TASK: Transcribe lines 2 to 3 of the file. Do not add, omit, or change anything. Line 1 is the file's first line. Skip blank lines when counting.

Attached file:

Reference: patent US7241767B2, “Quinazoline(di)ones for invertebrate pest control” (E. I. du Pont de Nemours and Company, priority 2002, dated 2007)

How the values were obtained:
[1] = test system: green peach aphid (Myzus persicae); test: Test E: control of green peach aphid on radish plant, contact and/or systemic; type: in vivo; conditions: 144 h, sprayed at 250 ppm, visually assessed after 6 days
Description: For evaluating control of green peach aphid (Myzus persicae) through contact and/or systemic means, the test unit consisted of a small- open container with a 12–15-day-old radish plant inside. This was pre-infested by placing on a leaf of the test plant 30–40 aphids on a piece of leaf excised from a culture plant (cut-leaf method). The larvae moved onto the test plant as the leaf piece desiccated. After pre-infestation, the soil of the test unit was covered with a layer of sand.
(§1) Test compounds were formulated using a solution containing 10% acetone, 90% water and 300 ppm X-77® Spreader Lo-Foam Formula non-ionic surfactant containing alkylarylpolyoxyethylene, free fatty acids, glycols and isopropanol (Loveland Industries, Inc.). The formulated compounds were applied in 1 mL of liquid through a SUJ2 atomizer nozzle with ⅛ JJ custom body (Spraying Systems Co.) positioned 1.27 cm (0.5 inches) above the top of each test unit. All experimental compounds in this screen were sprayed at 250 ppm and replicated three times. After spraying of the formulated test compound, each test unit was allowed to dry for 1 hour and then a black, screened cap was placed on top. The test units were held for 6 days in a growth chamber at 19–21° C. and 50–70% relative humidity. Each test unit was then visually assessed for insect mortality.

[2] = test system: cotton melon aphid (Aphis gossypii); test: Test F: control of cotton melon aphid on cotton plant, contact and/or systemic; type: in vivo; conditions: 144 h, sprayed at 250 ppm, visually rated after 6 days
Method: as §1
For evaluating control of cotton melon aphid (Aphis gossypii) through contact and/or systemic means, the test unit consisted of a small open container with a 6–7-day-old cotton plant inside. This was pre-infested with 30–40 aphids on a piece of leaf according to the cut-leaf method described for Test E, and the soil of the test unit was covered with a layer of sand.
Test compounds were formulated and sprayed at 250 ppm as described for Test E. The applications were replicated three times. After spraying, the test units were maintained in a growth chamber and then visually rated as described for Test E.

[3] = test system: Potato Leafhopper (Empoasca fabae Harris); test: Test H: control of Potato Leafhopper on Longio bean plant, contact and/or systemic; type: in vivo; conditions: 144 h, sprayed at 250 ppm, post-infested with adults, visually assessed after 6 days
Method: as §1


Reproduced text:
How the values were obtained:
[1] = test system: green peach aphid (Myzus persicae); test: Test E: control of green peach aphid on radish plant, contact and/or systemic; type: in vivo; conditions: 144 h, sprayed at 250 ppm, visually assessed after 6 days